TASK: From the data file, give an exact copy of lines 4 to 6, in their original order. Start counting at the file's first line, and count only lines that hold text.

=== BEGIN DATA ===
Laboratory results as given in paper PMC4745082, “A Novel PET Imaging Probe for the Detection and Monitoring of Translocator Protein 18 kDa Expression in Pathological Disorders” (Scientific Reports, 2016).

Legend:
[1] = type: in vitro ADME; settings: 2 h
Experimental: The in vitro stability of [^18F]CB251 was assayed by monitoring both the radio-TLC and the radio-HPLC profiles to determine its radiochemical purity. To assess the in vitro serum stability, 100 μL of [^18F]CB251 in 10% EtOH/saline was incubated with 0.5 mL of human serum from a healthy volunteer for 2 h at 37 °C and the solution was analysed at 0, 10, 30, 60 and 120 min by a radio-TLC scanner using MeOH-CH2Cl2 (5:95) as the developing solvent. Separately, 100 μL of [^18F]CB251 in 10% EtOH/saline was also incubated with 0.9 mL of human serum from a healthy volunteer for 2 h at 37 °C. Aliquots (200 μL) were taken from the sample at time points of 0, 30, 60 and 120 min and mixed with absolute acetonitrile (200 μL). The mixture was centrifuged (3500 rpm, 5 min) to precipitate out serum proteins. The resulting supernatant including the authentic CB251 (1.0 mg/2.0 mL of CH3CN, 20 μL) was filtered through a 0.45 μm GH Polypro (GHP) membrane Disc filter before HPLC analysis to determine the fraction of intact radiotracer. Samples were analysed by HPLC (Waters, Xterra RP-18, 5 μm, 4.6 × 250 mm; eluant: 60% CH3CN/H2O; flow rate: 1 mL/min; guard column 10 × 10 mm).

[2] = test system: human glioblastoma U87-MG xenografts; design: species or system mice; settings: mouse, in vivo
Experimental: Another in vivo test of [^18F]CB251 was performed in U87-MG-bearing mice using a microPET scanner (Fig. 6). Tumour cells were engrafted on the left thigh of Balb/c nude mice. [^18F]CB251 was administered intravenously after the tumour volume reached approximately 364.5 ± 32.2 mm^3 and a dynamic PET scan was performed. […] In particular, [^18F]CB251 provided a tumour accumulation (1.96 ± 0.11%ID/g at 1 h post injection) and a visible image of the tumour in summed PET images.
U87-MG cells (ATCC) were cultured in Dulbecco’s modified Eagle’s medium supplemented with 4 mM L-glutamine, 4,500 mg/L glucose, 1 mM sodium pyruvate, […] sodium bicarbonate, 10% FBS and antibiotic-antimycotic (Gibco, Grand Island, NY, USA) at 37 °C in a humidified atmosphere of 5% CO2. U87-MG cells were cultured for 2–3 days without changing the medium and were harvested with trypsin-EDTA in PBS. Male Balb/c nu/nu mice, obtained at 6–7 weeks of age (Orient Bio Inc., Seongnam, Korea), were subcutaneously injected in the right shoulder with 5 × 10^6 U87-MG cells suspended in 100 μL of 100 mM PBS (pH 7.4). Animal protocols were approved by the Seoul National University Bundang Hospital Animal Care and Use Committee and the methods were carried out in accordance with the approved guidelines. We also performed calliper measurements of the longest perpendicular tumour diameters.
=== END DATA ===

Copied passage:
Experimental: The in vitro stability of [^18F]CB251 was assayed by monitoring both the radio-TLC and the radio-HPLC profiles to determine its radiochemical purity. To assess the in vitro serum stability, 100 μL of [^18F]CB251 in 10% EtOH/saline was incubated with 0.5 mL of human serum from a healthy volunteer for 2 h at 37 °C and the solution was analysed at 0, 10, 30, 60 and 120 min by a radio-TLC scanner using MeOH-CH2Cl2 (5:95) as the developing solvent. Separately, 100 μL of [^18F]CB251 in 10% EtOH/saline was also incubated with 0.9 mL of human serum from a healthy volunteer for 2 h at 37 °C. Aliquots (200 μL) were taken from the sample at time points of 0, 30, 60 and 120 min and mixed with absolute acetonitrile (200 μL). The mixture was centrifuged (3500 rpm, 5 min) to precipitate out serum proteins. The resulting supernatant including the authentic CB251 (1.0 mg/2.0 mL of CH3CN, 20 μL) was filtered through a 0.45 μm GH Polypro (GHP) membrane Disc filter before HPLC analysis to determine the fraction of intact radiotracer. Samples were analysed by HPLC (Waters, Xterra RP-18, 5 μm, 4.6 × 250 mm; eluant: 60% CH3CN/H2O; flow rate: 1 mL/min; guard column 10 × 10 mm).

[2] = test system: human glioblastoma U87-MG xenografts; design: species or system mice; settings: mouse, in vivo
Experimental: Another in vivo test of [^18F]CB251 was performed in U87-MG-bearing mice using a microPET scanner (Fig. 6). Tumour cells were engrafted on the left thigh of Balb/c nude mice. [^18F]CB251 was administered intravenously after the tumour volume reached approximately 364.5 ± 32.2 mm^3 and a dynamic PET scan was performed. […] In particular, [^18F]CB251 provided a tumour accumulation (1.96 ± 0.11%ID/g at 1 h post injection) and a visible image of the tumour in summed PET images.